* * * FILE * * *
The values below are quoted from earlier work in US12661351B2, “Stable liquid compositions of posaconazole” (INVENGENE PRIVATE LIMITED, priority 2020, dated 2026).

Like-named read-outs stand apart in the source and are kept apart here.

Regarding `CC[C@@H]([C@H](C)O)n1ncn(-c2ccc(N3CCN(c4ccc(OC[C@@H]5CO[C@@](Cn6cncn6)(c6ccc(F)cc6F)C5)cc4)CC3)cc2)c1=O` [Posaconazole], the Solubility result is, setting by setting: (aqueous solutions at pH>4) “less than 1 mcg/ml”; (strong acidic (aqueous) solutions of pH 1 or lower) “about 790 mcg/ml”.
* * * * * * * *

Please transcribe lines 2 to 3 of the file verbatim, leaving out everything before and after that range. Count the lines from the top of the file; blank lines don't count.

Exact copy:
Like-named read-outs stand apart in the source and are kept apart here.

Regarding `CC[C@@H]([C@H](C)O)n1ncn(-c2ccc(N3CCN(c4ccc(OC[C@@H]5CO[C@@](Cn6cncn6)(c6ccc(F)cc6F)C5)cc4)CC3)cc2)c1=O` [Posaconazole], the Solubility result is, setting by setting: (aqueous solutions at pH>4) “less than 1 mcg/ml”; (strong acidic (aqueous) solutions of pH 1 or lower) “about 790 mcg/ml”.